NATIONAL HARBOR, Md. — President Trump fired up the closing day of the Conservative Political Action Conference Saturday, as he sounded off on the Washington “swamp,” blasted his political detractors as “bad, bad people,” and slammed GOP Sen. Mitt Romney for his defection on the impeachment vote.
“I just didn't know how dirty it would be. I didn't know how deep it would be, when I said ‘drain the swamp,'” Trump told attendees at CPAC. “I never knew the swamp was so bad. It's really bad, but we're winning, and we're winning not easy. A lot of dirty people, a lot of very, very bad people–bad people.”
“I do think justice will be had,” he said. “Or I wouldn't be very happy right now.”
The president started his address by ripping what he called the “hate-filled left-wing mob.” But in the wake of impeachment and the Russia probe, Trump praised Republicans for sticking together.
He added: “Except Romney.”
The crowd at CPAC booed Romney, R-Utah, who in 2012 won the conservative conference's straw poll for the preferred GOP presidential nominee.
“He got some good publicity,” Trump said. “He's a low life.”
Trump's speech to CPAC came after a coronavirus press conference at the White House with members of the administration, where the president assured the nation while also announcing new travel restrictions.
Trump has addressed CPAC every year since taking office in 2017.
The president’s speech comes after days of panels, featuring White House officials, members of his re-election campaign, prominent Republican lawmakers and members of the conservative media making the case against socialism.
The theme at the annual conservative gathering outside Washington has been “America vs. Socialism.” The rhetoric at the event has repeatedly turned back to the current front-runner for the Democratic presidential nomination, democratic socialist Sen. Bernie Sanders.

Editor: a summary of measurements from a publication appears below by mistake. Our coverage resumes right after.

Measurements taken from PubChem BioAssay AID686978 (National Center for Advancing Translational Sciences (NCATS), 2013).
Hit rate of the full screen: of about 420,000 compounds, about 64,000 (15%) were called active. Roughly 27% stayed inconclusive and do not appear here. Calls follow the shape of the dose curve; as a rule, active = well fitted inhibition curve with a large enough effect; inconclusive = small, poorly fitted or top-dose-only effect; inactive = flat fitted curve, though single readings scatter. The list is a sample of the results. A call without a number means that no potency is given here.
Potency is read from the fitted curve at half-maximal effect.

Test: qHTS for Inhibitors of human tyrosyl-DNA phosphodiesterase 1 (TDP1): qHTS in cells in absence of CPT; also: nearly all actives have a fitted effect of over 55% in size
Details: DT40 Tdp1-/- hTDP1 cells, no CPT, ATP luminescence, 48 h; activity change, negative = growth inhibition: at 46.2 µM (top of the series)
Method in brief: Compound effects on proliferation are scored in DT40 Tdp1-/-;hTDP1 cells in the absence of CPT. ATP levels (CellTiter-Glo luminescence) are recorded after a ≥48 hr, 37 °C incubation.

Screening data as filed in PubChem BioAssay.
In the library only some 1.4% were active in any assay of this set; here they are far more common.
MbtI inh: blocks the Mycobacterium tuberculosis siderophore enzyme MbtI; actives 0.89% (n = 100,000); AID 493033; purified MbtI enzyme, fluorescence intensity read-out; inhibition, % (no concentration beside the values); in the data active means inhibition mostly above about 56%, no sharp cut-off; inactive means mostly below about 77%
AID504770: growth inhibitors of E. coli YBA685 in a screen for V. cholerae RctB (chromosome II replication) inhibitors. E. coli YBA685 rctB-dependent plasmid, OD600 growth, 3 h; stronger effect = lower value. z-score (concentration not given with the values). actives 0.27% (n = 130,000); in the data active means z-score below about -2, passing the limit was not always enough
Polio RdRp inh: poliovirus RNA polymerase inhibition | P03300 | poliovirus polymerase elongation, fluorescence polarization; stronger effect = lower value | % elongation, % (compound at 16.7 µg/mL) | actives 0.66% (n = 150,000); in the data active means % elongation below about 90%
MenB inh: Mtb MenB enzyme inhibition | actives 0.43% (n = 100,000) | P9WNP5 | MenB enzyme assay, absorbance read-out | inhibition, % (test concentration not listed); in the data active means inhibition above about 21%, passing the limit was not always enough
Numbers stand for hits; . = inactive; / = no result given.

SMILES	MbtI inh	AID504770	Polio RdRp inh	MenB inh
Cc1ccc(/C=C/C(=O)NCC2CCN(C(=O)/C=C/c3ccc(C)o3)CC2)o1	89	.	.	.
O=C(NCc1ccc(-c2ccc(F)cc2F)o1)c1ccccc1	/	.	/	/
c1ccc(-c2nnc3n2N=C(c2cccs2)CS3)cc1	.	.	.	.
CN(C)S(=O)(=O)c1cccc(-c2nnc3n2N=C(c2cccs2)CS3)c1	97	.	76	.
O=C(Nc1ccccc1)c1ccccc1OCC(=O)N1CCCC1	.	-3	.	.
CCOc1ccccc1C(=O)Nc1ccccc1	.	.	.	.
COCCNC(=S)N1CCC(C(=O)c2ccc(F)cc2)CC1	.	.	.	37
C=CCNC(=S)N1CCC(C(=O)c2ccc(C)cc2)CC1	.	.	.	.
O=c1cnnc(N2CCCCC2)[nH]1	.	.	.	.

Vice President Mike Pence also addressed CPAC, warning conservatives against socialism—saying: “Freedom works. Socialism doesn’t.”
Pence, during his CPAC appearance, rallied the crowd and made the case for Trump’s re-election.
“Elections are about choices,” Pence said, while saying the 2020 race will give voters the choice between socialism and freedom.
“The choice has never been clearer, the stakes have never been higher,” Pence said. “Men and women of CPAC, we’ve got work to do. The truth is, it won’t be enough to win the next election. We’ve got to win the next generation.”
The president’s speech comes on the day of the South Carolina primary, where former Vice President Joe Biden is hoping to salvage his campaign with a win in the state he's long considered his firewall. Sanders has been catching up to him in the polls but has continued to trail.
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